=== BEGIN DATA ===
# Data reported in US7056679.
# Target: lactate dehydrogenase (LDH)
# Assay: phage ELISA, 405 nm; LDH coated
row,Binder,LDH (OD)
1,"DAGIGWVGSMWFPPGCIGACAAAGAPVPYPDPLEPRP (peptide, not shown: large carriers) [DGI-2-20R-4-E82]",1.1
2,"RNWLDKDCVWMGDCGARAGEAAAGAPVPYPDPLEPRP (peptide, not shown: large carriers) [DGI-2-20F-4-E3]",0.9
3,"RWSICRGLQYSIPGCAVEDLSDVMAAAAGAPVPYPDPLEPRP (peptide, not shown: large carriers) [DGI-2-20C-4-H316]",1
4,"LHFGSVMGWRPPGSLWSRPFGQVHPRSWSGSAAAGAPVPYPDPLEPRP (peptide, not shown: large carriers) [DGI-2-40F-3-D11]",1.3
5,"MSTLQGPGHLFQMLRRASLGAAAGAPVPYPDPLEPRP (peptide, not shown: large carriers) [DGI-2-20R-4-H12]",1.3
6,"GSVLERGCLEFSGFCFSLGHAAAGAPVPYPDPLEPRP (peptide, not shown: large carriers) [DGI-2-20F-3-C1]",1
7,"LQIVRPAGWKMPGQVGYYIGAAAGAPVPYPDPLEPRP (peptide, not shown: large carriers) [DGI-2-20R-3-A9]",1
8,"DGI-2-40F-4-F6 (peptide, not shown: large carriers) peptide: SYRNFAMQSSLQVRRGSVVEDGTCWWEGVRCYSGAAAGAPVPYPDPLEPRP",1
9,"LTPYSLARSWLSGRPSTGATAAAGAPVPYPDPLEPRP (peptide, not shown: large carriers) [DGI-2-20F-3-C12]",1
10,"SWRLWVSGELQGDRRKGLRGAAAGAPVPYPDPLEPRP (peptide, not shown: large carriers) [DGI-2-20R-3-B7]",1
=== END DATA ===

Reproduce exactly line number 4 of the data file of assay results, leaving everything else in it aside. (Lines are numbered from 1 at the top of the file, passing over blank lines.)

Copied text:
row,Binder,LDH (OD)